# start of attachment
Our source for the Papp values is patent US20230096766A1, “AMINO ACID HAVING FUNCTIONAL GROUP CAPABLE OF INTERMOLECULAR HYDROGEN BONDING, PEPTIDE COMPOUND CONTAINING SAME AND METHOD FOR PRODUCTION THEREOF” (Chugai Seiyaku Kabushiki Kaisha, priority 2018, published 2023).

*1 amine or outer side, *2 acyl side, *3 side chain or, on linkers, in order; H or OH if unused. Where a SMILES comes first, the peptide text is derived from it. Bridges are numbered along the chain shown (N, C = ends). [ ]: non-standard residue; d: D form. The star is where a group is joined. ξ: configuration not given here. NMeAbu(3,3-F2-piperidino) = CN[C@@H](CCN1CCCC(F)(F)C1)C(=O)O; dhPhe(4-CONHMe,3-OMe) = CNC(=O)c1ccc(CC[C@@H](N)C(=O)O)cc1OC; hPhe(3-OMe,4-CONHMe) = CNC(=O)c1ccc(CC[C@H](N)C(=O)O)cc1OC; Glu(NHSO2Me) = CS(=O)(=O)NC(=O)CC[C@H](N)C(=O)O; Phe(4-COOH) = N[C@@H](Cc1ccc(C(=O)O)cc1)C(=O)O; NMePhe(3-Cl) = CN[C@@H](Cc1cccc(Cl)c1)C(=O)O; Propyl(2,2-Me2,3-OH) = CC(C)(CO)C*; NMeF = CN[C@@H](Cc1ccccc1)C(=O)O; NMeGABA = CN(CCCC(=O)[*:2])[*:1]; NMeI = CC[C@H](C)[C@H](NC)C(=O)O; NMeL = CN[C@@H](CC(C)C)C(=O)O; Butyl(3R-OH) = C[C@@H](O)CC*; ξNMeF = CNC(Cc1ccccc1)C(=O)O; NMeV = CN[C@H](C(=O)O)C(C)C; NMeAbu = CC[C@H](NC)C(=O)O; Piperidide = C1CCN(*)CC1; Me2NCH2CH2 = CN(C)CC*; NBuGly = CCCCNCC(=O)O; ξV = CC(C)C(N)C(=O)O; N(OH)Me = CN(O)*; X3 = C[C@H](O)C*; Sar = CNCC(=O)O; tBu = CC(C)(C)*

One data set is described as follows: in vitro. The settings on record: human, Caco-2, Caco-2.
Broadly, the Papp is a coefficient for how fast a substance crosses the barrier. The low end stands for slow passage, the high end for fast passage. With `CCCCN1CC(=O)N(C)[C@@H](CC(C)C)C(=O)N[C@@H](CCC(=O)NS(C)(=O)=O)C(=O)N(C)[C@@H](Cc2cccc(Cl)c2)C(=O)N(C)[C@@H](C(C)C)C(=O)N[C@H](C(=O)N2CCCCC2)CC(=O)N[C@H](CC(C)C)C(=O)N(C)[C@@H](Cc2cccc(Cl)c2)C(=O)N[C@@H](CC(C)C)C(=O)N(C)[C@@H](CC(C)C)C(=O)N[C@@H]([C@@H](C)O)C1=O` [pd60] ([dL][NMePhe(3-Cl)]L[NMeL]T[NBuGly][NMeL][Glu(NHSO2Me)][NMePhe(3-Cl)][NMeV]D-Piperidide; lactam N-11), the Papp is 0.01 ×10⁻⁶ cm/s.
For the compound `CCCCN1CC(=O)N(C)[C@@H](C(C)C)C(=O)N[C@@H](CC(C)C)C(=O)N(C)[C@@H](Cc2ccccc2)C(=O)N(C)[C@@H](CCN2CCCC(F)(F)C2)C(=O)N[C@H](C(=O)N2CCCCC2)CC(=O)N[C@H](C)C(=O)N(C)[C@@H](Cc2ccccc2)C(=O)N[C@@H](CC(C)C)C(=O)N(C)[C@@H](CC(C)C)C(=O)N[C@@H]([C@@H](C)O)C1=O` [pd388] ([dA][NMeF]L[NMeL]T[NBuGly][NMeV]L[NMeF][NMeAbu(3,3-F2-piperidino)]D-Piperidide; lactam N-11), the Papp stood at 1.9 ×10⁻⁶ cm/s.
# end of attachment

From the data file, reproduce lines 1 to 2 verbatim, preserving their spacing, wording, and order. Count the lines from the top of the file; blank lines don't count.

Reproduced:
Our source for the Papp values is patent US20230096766A1, “AMINO ACID HAVING FUNCTIONAL GROUP CAPABLE OF INTERMOLECULAR HYDROGEN BONDING, PEPTIDE COMPOUND CONTAINING SAME AND METHOD FOR PRODUCTION THEREOF” (Chugai Seiyaku Kabushiki Kaisha, priority 2018, published 2023).

*1 amine or outer side, *2 acyl side, *3 side chain or, on linkers, in order; H or OH if unused. Where a SMILES comes first, the peptide text is derived from it. Bridges are numbered along the chain shown (N, C = ends). [ ]: non-standard residue; d: D form. The star is where a group is joined. ξ: configuration not given here. NMeAbu(3,3-F2-piperidino) = CN[C@@H](CCN1CCCC(F)(F)C1)C(=O)O; dhPhe(4-CONHMe,3-OMe) = CNC(=O)c1ccc(CC[C@@H](N)C(=O)O)cc1OC; hPhe(3-OMe,4-CONHMe) = CNC(=O)c1ccc(CC[C@H](N)C(=O)O)cc1OC; Glu(NHSO2Me) = CS(=O)(=O)NC(=O)CC[C@H](N)C(=O)O; Phe(4-COOH) = N[C@@H](Cc1ccc(C(=O)O)cc1)C(=O)O; NMePhe(3-Cl) = CN[C@@H](Cc1cccc(Cl)c1)C(=O)O; Propyl(2,2-Me2,3-OH) = CC(C)(CO)C*; NMeF = CN[C@@H](Cc1ccccc1)C(=O)O; NMeGABA = CN(CCCC(=O)[*:2])[*:1]; NMeI = CC[C@H](C)[C@H](NC)C(=O)O; NMeL = CN[C@@H](CC(C)C)C(=O)O; Butyl(3R-OH) = C[C@@H](O)CC*; ξNMeF = CNC(Cc1ccccc1)C(=O)O; NMeV = CN[C@H](C(=O)O)C(C)C; NMeAbu = CC[C@H](NC)C(=O)O; Piperidide = C1CCN(*)CC1; Me2NCH2CH2 = CN(C)CC*; NBuGly = CCCCNCC(=O)O; ξV = CC(C)C(N)C(=O)O; N(OH)Me = CN(O)*; X3 = C[C@H](O)C*; Sar = CNCC(=O)O; tBu = CC(C)(C)*